If not, just keep going, as long as you are happy with what you get out of it.


Gustav
 

tata

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- i didnt ask how to reverse the bypass switch.  it wasnt a question, i knew how to do it.
(i wrote : "one more thing that i must change : the direction of the Bypass switch is the opposite of what i prefer. i think its always a good idea to leave extra pins for users to choose (there is room on the PCB) - but i know its your design, your decisions.")
by "extra pins" i meant pins for connectors. i think thats an elegant solution for user options.

and i think the unit is not true bypass 'by default' - "What a silly mistake!  I crossed the connections for the hard bypass on the board layout." (quoted from your Errata) when you say it IS, noting the Errata would be helpful, i think.

- i copy-pasted the dBFS / dBU values of my RME for reference.

- unknown levels? no reference to levels? i thought any of you can do that math easily (see above)

- pin 4 is not connected? what is R74 connected to then?  yes, i see the other two VCAs dont have pin4 connected . yes, i dont know exactly how VCAs / VECA works, but i think that question wasnt as stupid as you think. i cant read schematics.. well, sort of true. but if you remember our conversation about the MS76 / blend..  and for eg. i spotted a drawing error in a hairball schemo, corrected some MCI schemo..
some schematics are harder to read, especially if they have the labels and values overlaid ;)

and for a serious build guide, i wouldnt let "pifoFarad" printed in - especially after a stupid noob (me) did let you know about it..

Gustav said:
It seems I dont know how to help people who lack basic understanding, but somehow still knows everything.
Gustav

i hope you mean someone else, because i dont remember stating that i know everything..
i came to this forum to ask, learn and share my experience / ideas.

ill stop here - please forgive if i did any bad for your business, i wish you good luck and many happy customers in the future.

VECA rocks anyways.
and it may fit into a 1U - if anyone cares. (we do)





 

Gustav

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tata said:
i dont know exactly how VCAs / VECA works, but i think that question wasnt as stupid as you think.

Usually, when I am helping someone who is still developing the very basics, they work with me, not against me. When they encounter problems, they usually dont make the conclusions that they are ready to do circuit redesign.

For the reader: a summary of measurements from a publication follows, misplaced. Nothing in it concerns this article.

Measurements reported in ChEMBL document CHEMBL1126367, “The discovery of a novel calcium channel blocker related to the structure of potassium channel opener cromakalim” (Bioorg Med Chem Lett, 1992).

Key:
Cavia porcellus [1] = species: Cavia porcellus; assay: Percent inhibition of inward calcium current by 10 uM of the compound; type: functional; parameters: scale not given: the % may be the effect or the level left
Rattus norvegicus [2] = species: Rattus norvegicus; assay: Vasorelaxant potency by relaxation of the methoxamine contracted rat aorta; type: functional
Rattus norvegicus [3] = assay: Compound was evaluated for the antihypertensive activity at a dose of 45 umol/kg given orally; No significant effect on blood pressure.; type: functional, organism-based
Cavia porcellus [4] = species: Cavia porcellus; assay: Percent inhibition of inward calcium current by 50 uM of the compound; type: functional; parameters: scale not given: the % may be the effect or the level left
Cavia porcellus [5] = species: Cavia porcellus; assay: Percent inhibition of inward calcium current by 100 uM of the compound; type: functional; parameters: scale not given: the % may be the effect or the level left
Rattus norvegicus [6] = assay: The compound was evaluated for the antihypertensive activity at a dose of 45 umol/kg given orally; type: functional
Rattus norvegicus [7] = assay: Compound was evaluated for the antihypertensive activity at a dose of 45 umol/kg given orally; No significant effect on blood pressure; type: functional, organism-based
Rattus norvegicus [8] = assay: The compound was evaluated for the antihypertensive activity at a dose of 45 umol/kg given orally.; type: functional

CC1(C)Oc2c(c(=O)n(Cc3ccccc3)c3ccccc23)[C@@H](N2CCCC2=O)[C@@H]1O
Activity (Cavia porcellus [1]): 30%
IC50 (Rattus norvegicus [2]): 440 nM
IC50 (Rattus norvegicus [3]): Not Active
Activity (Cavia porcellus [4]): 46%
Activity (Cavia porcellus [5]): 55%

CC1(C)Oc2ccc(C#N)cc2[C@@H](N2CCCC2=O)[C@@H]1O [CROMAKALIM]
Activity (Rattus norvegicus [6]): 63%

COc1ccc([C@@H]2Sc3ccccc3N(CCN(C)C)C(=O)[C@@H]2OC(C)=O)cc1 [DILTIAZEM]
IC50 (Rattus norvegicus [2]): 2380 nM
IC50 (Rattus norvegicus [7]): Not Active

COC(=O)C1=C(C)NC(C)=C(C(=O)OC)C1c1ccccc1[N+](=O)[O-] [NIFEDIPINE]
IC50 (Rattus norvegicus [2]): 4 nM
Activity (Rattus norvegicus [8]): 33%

I dont think asking the questions is stupid - not at all.

In your case, I took the time to check your issue. I would have included it in the project errata if there was one, but the extend of the problem you are having, in light of the measurements I made, makes it obvious you have either a build error or a measurement error. A simple test with controlled levels could rule out the measurement error. You wouldn't even have to know exactly what the reference level is, just be able to abandon the idea that 0dBFS in the DAW = 0dBU, and that that type of level is just what the cool kids send to their outboard.  Most people can adjust to something sensible without knowing the absolute level.

I am sorry if you feel attacked, but it is frustrating to deal with. You may not have noticed, but I did lay out a way to return to serious trouble shooting, and I would be happy to do so! Theres no telling if a measured approach would not reveal something I missed, but I can't add errata based on the random data you present, when a controlled experiment validates the design.

And confusion about levels is not uncommon. Theres a company that makes and sells a pre-assembled GssL, and in their video demo, the unit compressed with the treshold dialed out. It takes 12dBU to trigger compression under these conditions (too hot - not rock n roll).